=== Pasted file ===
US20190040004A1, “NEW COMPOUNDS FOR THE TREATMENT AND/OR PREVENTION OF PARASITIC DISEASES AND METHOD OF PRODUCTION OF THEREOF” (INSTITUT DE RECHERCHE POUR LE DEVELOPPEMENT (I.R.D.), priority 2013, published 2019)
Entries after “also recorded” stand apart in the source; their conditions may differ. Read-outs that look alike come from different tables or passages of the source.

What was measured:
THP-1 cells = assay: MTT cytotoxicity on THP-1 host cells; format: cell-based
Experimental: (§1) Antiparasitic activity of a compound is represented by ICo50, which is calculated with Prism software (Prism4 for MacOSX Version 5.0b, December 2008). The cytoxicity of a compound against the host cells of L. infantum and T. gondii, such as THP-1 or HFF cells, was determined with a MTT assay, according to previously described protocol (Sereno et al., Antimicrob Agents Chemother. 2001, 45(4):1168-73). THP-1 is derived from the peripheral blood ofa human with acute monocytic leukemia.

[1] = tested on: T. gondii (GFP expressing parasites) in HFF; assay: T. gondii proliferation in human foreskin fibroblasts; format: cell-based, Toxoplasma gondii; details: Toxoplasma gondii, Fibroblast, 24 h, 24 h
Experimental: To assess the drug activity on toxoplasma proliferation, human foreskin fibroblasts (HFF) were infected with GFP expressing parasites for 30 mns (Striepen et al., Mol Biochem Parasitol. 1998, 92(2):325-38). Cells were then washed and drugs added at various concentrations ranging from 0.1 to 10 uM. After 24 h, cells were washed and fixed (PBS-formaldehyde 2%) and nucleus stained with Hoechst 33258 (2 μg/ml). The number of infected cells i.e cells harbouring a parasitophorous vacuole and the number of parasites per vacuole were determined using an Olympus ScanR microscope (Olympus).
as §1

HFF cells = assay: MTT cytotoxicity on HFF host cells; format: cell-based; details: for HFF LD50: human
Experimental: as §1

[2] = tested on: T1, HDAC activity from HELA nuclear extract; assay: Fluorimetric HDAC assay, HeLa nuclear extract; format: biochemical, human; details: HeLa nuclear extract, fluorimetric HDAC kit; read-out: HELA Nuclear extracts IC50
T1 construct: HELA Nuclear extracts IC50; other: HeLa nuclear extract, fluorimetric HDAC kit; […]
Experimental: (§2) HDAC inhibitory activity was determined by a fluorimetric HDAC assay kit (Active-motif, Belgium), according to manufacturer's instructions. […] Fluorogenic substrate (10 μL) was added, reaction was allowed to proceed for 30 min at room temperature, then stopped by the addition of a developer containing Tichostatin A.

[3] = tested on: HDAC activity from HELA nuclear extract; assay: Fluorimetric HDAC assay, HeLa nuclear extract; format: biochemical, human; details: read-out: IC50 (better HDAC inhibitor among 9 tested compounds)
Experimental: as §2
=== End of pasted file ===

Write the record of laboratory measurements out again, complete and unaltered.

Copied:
US20190040004A1, “NEW COMPOUNDS FOR THE TREATMENT AND/OR PREVENTION OF PARASITIC DISEASES AND METHOD OF PRODUCTION OF THEREOF” (INSTITUT DE RECHERCHE POUR LE DEVELOPPEMENT (I.R.D.), priority 2013, published 2019)
Entries after “also recorded” stand apart in the source; their conditions may differ. Read-outs that look alike come from different tables or passages of the source.

What was measured:
THP-1 cells = assay: MTT cytotoxicity on THP-1 host cells; format: cell-based
Experimental: (§1) Antiparasitic activity of a compound is represented by ICo50, which is calculated with Prism software (Prism4 for MacOSX Version 5.0b, December 2008). The cytoxicity of a compound against the host cells of L. infantum and T. gondii, such as THP-1 or HFF cells, was determined with a MTT assay, according to previously described protocol (Sereno et al., Antimicrob Agents Chemother. 2001, 45(4):1168-73). THP-1 is derived from the peripheral blood ofa human with acute monocytic leukemia.

[1] = tested on: T. gondii (GFP expressing parasites) in HFF; assay: T. gondii proliferation in human foreskin fibroblasts; format: cell-based, Toxoplasma gondii; details: Toxoplasma gondii, Fibroblast, 24 h, 24 h
Experimental: To assess the drug activity on toxoplasma proliferation, human foreskin fibroblasts (HFF) were infected with GFP expressing parasites for 30 mns (Striepen et al., Mol Biochem Parasitol. 1998, 92(2):325-38). Cells were then washed and drugs added at various concentrations ranging from 0.1 to 10 uM. After 24 h, cells were washed and fixed (PBS-formaldehyde 2%) and nucleus stained with Hoechst 33258 (2 μg/ml). The number of infected cells i.e cells harbouring a parasitophorous vacuole and the number of parasites per vacuole were determined using an Olympus ScanR microscope (Olympus).
as §1

HFF cells = assay: MTT cytotoxicity on HFF host cells; format: cell-based; details: for HFF LD50: human
Experimental: as §1

[2] = tested on: T1, HDAC activity from HELA nuclear extract; assay: Fluorimetric HDAC assay, HeLa nuclear extract; format: biochemical, human; details: HeLa nuclear extract, fluorimetric HDAC kit; read-out: HELA Nuclear extracts IC50
T1 construct: HELA Nuclear extracts IC50; other: HeLa nuclear extract, fluorimetric HDAC kit; […]
Experimental: (§2) HDAC inhibitory activity was determined by a fluorimetric HDAC assay kit (Active-motif, Belgium), according to manufacturer's instructions. […] Fluorogenic substrate (10 μL) was added, reaction was allowed to proceed for 30 min at room temperature, then stopped by the addition of a developer containing Tichostatin A.

[3] = tested on: HDAC activity from HELA nuclear extract; assay: Fluorimetric HDAC assay, HeLa nuclear extract; format: biochemical, human; details: read-out: IC50 (better HDAC inhibitor among 9 tested compounds)
Experimental: as §2